Recaldent is the most studied system. The available reviews on it state either that it could significantly slow the progression of coronal caries and promote the regression of lesions,24 or that there is insufficient clinical trial evidence, in quantity and also quality, to make any recommendation on the clinical use of this product.25 As for Enamelon, except for a descriptive publication made by the manufacturers of this commercial product,26 the only other review, published by Reynolds24 (2008), concluded that there is evidence that Enamelon has an anticariogenic effect on root caries. Except for the paper by Reynolds24 (2008), no other paper was found on NovaminTM AND remineralization in PubMed, but a great number of abstracts have been presented in the last IADR meetings (54 in 2008 and 24 in 2009).

As Reynolds24 (2008) concluded, "calcium phosphate-based remineralization technologies show promise as adjunctive treatments to fluoride therapy in the non-invasive management of early caries lesions", since they do not have general recommendation, but some people could benefit from them. Otherwise, they would not be a solution to the problem of controlling caries disease.

 

Conclusions

1. Inicipient caries lesions regress or clinically disappear due to mechanical removal of affected enamel and true reprecipitation of minerals (remineralization), both of which are dependent on the control of caries as a disease.

2. Remineralization occurs naturally by the action of saliva.

3. Fluoride slows down caries progression by interfering with the dynamics of the process, reducing enamel demineralization and enhancing its remineralization.

4. Remineralization is activated by fluoride.

5. Any strategy to reduce the progression of caries lesions should be based on the control of caries as a biofilm-dependent disease.

6. The repair of early caries lesions may be speeded up by an exogenous Ca and Pi supply, but the clinical significance of the remineralization should be better evaluated.

7. The calcium phosphate-based remineralization technology could help some patients but it does not have general recommendation.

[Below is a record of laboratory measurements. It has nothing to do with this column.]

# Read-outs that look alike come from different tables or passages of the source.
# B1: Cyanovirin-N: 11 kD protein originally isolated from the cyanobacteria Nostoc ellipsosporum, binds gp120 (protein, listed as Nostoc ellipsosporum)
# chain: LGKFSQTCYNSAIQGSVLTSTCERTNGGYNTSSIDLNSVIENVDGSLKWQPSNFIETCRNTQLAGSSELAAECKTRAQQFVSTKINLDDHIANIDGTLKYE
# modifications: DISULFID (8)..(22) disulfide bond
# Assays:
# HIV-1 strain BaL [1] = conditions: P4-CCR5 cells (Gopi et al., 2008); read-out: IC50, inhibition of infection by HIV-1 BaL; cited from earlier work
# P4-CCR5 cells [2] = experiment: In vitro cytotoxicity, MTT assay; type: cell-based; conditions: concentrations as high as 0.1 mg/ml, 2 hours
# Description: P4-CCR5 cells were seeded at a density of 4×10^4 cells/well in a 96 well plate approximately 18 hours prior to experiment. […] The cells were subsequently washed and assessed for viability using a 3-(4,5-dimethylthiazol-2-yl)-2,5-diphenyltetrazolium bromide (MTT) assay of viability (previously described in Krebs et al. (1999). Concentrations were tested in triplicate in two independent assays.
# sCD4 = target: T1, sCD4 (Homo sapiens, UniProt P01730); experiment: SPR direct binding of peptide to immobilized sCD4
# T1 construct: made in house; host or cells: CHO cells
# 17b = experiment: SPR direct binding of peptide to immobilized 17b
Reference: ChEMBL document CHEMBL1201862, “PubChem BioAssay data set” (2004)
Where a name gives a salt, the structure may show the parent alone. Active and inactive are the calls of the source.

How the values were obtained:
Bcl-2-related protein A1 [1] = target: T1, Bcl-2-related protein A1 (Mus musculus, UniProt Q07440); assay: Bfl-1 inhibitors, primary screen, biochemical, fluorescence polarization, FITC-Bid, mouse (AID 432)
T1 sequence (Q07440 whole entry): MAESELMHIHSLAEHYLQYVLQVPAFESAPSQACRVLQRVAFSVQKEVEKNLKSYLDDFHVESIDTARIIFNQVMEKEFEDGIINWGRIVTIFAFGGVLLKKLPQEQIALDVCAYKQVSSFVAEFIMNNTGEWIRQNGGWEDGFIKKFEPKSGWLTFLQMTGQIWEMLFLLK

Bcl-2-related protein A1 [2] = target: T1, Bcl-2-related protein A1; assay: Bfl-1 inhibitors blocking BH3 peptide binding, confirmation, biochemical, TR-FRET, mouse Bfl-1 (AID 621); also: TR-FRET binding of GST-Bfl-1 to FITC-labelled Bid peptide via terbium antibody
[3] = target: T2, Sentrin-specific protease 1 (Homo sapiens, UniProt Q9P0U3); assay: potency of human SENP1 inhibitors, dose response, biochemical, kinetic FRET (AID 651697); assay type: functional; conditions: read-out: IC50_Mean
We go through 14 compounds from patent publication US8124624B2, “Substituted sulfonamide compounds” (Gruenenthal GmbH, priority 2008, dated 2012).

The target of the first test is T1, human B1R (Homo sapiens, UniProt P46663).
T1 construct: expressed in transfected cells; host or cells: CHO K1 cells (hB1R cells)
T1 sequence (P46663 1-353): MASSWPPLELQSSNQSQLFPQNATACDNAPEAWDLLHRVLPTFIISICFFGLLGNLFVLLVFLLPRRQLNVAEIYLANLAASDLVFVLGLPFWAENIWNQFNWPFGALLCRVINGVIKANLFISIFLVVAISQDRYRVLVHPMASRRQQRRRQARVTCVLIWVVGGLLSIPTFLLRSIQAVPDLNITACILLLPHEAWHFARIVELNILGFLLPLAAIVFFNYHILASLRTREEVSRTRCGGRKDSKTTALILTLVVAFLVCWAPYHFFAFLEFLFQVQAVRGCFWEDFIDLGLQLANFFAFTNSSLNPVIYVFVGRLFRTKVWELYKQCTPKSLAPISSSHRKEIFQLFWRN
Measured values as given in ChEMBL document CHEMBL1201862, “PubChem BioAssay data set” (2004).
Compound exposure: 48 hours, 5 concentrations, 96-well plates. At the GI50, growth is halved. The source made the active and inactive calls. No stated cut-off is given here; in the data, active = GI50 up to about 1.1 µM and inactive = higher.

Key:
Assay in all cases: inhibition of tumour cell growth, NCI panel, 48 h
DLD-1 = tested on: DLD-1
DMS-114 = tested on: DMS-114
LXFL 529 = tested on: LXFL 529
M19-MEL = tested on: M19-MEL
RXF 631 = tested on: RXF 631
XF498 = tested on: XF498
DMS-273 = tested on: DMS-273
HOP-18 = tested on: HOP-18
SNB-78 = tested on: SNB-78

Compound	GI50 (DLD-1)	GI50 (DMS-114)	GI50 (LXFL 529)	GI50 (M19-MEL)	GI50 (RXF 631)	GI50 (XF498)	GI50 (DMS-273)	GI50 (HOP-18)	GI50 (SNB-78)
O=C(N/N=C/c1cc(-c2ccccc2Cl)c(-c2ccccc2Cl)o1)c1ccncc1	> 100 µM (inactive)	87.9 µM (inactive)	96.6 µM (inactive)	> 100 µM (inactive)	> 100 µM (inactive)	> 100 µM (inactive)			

References

1. Fejerskov O, Thylstrup A. Different concepts of dental caries and their implications. In: Textbook of clinical cariology. 2nd ed. Munksgaard, Copenhagen; 1994. chapter 9.         [ Links ]

2. Fejerskov O, Nyvad B, Kidd E. A. M. Pathology of dental caries. In: Fejerskov O, Kidd E (ed). Dental caries - The disease and its clinical management. 2nd ed. Oxford: Blackwell Munksgaard; 2008. chap. 3.         [ Links ]

3. Ardu S, Castioni NV, Benbachir N, Krejci I. Minimally invasive treatment of white spot enamel lesions. Quintessence Int. 2007;38(8):633-6.         [ Links ]

4. Diefenderfer KE, Stahl J. Caries remineralization therapy: implications for dental readiness. Mil Med. 2008;173(1 Suppl):48-50.         [ Links ]

5. Fejerskov O. Changing paradigms in concepts on dental caries: consequences for oral health care. Caries Res. 2004;38(3):182-91. Review.         [ Links ]

6. ten Cate JM, Larsen MJ, Pearce EIF, Fejerskov O. Chemical interactions between the tooth and oral fluids. In: Fejerskov O, Kidd E (ed). Dental caries - The disease and its clinical management. 2nd ed. Oxford: Blackwell Munksgaard; 2008. chap. 12.         [ Links ]

7. Dawes C. What is the critical pH and why does a tooth dissolve in acid? J Can Dent Assoc. 2003;69:722-4.         [ Links ]

8. Paes Leme AF, Dalcico R, Tabchoury CP, Del Bel Cury AA, Rosalen PL, Cury JA. In situ effect of frequent sucrose exposure on enamel demineralization and on plaque composition after APF application and F dentifrice use. J Dent Res. 2004;83:71-5.         [ Links ]